Wednesday May 22, 2024

Forgotten cinema

Unfortunately, Pakistani films and TV dramas have seldom ventured beyond domestic intrigues and love triangles

By Dr Naazir Mahmood
April 20, 2024
— Wikipedia
— Wikipedia 

The World Bank has sounded the alarm on the ‘historic reversal’ of development for poor countries. Nearly half of the world’s least-developed countries are experiencing a widening income gap with the wealthiest economies, for the first time since the turn of the century.

The concentration of wealth in the hands of a few rich people has been a consistent feature in most countries around the world. The list of the 14 richest people whose net worth is more than $100 billion is interesting, featuring 10 Americans and one each from France, India, Mexico and Spain. Their collective wealth is nearly $2,000 billion, enough to eradicate extreme poverty and illiteracy around the globe.

The same applies to wealth concentration in countries like India and Pakistan. Call it ‘elite capture’ if you will, India and Pakistan are two of the worst examples of economic and social injustices. Though India has at least some achievements to show the world and has become one of the largest economies, this is just one side of the picture.

Pakistan is even worse as its economy has shrunk, growth lingered, population increased, poverty expanded, and education lagged. The ‘elite’ that comprises big business owners, feudal lords, industrialists, and civil and military bureaucracy appears to be least interested in doing something concrete to modify an inherently unjust system.

The plight of the poor is not a new phenomenon. Just read the works of Charles Dickens and Thomas Hardy to understand what poverty looked like in Great Britain. Similarly, the short stories by Chekov, Gorky, Maupassant, and Premchand are great to understand the economic imbalance in France, India and Russia in the late 19th and early 20th centuries.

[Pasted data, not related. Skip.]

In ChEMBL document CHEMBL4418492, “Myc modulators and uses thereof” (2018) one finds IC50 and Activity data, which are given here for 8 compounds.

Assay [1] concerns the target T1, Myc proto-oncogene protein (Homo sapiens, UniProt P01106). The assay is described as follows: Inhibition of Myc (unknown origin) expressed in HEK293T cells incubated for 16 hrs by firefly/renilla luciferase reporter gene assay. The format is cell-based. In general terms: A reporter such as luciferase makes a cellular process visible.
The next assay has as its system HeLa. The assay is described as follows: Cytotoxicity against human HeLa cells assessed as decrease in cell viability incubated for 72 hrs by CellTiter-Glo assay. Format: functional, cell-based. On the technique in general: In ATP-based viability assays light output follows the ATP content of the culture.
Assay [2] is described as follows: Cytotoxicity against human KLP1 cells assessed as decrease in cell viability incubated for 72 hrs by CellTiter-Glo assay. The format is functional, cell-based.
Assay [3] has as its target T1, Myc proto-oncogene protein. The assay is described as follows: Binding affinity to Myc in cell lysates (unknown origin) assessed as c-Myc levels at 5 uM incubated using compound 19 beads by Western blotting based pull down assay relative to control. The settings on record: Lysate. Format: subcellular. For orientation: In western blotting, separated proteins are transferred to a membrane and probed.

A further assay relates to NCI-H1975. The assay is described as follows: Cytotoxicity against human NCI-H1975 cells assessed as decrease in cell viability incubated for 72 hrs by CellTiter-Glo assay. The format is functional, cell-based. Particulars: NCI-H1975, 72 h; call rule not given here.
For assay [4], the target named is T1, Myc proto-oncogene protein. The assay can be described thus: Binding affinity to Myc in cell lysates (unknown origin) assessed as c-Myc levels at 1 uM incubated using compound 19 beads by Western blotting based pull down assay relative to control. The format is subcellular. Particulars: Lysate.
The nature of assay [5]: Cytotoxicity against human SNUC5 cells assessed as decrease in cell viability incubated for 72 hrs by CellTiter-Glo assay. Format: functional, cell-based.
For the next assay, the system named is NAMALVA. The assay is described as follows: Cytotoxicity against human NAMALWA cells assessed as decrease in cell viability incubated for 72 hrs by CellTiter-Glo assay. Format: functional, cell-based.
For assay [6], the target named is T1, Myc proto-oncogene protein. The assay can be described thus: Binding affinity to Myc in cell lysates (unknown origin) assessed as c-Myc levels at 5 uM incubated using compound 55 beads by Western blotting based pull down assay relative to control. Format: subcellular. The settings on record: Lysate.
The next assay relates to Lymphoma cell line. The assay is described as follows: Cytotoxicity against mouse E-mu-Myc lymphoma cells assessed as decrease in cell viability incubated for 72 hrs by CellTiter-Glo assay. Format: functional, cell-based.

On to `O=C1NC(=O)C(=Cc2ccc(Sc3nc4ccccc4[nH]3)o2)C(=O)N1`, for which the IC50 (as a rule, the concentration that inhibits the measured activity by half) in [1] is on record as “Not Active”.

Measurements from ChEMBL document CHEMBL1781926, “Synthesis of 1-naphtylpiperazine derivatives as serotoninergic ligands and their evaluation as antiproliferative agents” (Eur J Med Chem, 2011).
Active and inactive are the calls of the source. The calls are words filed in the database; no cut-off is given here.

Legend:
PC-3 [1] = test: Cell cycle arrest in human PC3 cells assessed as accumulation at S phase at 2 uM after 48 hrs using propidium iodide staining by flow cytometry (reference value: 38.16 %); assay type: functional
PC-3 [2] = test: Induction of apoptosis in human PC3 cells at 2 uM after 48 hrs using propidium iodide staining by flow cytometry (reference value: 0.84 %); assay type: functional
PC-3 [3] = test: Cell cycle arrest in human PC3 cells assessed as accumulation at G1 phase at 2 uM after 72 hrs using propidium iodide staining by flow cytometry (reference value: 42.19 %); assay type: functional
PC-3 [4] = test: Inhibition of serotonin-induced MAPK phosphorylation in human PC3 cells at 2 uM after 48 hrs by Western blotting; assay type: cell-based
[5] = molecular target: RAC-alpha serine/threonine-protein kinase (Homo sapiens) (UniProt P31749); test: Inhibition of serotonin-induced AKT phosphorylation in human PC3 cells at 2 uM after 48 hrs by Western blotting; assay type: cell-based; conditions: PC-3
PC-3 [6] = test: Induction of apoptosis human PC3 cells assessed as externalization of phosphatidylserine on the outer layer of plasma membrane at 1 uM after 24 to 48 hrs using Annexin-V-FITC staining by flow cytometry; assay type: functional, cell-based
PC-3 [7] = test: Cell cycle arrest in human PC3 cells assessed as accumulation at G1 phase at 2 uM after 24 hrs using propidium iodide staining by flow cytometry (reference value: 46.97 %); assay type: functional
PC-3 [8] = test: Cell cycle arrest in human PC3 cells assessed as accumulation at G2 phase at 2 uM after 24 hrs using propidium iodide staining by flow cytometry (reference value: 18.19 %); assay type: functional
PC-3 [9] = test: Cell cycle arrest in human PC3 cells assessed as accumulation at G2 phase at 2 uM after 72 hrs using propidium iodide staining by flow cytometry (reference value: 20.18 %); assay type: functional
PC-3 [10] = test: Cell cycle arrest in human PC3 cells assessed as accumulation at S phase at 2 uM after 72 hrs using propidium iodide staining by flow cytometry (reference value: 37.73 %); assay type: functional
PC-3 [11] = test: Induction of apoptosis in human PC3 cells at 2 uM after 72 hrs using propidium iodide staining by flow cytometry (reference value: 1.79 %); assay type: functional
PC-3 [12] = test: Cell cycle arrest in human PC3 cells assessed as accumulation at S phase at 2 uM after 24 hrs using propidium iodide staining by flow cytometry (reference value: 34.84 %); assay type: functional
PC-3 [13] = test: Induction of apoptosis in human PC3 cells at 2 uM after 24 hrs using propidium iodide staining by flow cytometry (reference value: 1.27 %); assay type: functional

Here I would like to recommend two silent movies from nearly a century ago: German masterpiece ‘Metropolis’ (1927) and Charlie Chaplin’s ‘Modern Times’ (1936). Both serve as an indictment of an increasingly capitalist and industrialized world that treated its ordinary citizens as the ‘wretched of the earth’, to borrow from Frantz Fanon.

‘Metropolis’ is a more demanding film experience than ‘Modern Times’ which blends entertainment while educating its viewers in a characteristic Chaplin style. Both are silent cinema classics and have drawn admiration and respect from audiences for decades.

If you like watching movies and are more interested in educating yourself than in sheer entertainment, start with ‘Metropolis’. The enjoyment aspect you can cover while watching ‘Modern Times’. There was a time when we used to hunt for such movies, but now it is much easier through online streaming – you can watch movies anywhere, anytime.

The theme of these movies is industrialization and mass production in early 20th-century Europe and America. Though both have graduated from industrial to post-industrial and information-based economies, fundamental contradictions in society remain the same, revolving around wealth concentration in a few hands.

‘Metropolis’ is more futuristic and based on science fiction, portraying humanity’s struggle against science and technology and the compulsive urge in some people to use them for exploitative purposes. Both films reveal workers as the cogs tied to the city’s machinery.

Austrian director Fritz Lang and British actor and director Charlie Chaplin both shared a vision of a grim society and used some of the most impressive images in film history. For example, the opening shots of both films are similar. Lang shows depressed and haggard workers slowly entering a factory located under the city of ‘Metropolis’.